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The Power of Unpopular author Erika Napoletano on why unpopular is better

It seems counterintuitive for a business book to tout the virtues of unpopularity, but author Erika Napoletano has thoroughly embraced the concept of unpopularity -- which is not a pejorative term, as she explains in the Q&A that follows. Basically, unpopularity means you don't have mass appeal for everyone, which in turn means that the small, fierce demographic that really gets your business will love you fiercely. And that's what you want, right?

The author, who will sign her new book at 7:30 p.m. Wednesday, May 9, at the Tattered Cover LoDo, recently spoke with us about how the book came to be...and about writing most of The Power of Unpopular at the Tattered Cover on Colfax.

Westword: Can you tell us how this book came to be?

Erika Napoletano: The biggest thing for me in writing the book was that we operate with this really

juvenile definition of what "unpopular" really means. It's not a pejorative or

anything bad. Growing up, getting picked last for kickball or not being one of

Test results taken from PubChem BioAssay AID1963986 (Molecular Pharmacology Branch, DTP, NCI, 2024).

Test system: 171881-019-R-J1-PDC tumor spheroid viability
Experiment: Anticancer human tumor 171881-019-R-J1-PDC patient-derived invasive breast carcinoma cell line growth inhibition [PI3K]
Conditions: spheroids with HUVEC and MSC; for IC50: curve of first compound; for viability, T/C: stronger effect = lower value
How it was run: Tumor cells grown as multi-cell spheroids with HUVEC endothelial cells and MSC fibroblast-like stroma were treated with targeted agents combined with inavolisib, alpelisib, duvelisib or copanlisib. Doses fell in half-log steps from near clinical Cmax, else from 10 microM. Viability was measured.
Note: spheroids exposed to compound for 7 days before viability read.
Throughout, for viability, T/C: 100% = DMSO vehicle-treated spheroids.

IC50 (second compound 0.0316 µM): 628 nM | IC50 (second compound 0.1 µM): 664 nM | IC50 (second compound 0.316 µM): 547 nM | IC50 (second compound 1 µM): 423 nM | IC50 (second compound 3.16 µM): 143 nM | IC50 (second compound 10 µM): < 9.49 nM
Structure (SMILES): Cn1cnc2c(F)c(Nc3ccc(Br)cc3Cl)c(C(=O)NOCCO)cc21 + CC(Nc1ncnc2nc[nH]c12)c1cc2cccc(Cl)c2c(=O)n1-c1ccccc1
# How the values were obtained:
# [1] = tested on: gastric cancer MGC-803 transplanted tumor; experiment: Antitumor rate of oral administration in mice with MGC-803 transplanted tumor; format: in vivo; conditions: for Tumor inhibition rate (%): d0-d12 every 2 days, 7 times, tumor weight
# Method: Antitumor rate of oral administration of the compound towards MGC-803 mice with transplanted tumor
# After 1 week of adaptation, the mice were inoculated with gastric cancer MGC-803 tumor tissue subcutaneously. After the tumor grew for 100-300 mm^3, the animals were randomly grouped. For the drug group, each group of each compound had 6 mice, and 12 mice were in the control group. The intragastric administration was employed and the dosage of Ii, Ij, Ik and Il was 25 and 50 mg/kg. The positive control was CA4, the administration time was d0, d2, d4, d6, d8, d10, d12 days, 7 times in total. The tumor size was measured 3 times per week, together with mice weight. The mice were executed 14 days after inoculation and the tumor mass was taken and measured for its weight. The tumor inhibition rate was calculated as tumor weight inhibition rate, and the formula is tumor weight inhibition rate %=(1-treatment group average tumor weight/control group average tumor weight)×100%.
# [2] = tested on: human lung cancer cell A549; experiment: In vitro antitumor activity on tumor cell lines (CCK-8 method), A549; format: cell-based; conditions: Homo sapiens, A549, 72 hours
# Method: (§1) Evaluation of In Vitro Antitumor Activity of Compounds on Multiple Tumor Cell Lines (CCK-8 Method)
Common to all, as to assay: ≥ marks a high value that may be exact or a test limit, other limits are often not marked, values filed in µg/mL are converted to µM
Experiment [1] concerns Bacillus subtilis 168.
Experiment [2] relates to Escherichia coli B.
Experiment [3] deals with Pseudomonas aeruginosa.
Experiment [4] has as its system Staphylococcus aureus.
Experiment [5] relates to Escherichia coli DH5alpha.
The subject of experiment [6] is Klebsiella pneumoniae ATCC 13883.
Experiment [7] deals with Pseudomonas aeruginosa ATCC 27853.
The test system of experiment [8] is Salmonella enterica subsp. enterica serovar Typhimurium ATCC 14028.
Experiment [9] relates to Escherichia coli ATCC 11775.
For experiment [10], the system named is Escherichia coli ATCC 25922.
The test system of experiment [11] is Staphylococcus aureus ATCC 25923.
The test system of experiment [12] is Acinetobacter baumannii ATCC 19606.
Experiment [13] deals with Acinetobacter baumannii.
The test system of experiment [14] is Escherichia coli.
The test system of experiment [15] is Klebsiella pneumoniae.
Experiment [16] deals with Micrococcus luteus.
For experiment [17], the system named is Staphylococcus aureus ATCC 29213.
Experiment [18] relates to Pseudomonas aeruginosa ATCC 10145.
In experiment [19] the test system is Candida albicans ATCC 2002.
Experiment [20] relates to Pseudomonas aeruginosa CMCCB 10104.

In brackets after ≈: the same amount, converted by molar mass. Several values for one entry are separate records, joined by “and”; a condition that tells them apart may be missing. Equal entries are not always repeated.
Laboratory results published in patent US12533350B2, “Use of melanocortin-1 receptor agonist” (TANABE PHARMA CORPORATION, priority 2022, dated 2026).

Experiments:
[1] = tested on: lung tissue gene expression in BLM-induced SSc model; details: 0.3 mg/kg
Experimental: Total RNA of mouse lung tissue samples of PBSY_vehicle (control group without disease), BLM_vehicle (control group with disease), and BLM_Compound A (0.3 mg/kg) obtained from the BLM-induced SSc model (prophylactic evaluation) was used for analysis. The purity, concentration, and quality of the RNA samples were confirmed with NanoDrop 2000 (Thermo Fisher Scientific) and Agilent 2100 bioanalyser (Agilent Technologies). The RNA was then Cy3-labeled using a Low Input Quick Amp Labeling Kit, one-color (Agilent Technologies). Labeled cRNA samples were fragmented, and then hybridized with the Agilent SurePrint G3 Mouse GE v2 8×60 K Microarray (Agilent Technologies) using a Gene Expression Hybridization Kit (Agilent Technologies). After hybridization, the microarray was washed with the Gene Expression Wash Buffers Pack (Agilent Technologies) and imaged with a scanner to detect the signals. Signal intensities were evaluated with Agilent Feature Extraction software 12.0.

the "cool kids" was an uncomfortable place to be. But when you get into the business

world, none of that matters. What matters most is building a brand for a specific

audience and realizing that not even Walmart has something for everyone.

When you think about the most well known brands in your world, it doesn't matter

if you think of your favorite local coffee house or a raging behemoth with a store

in every city. Every one of those brands has its critics and people who will never

step foot inside -- but that hasn't hindered their success. So why the hell are smart

business people trying to build a business to be popular when they should be doing

the exact opposite?

It's interesting that you chose the word "unpopular" to describe this concept. Does any of this tie into the idea of popularity as the ultimate status symbol in high school, and how that doesn't mean anything once you graduated?

Honestly -- how much good did being "popular" do you in school if you happened to

fall into that category? The cheerleaders were unpopular with the geeks. The geeks

were unpopular with the football team. The football team was unpopular with the

freaks. Pull your head out of your ass and grow up. When's the last time you saw a

resume or LinkedIn profile with "prom king" in the list of accomplishments? No one

cares.

If you're building something designed to be popular, all you're doing is being the

slutty girl that half your college class slept with and no one wanted to marry. That's

because there's no focus. There's no exclusivity. And that lacks appeal -- it's no

different in business. Being unpopular is about honoring your audience -- and that's

a business principle that will withstand every economic condition.

What were you like in high school?

I was a total nerd. I wasn't one of the popular kids, never had the coolest clothes. I

don't think I had one pair of designer jeans until maybe seventh or eighth grade, and

it was a treat. I was an academic all through school, and it shocked people. I was one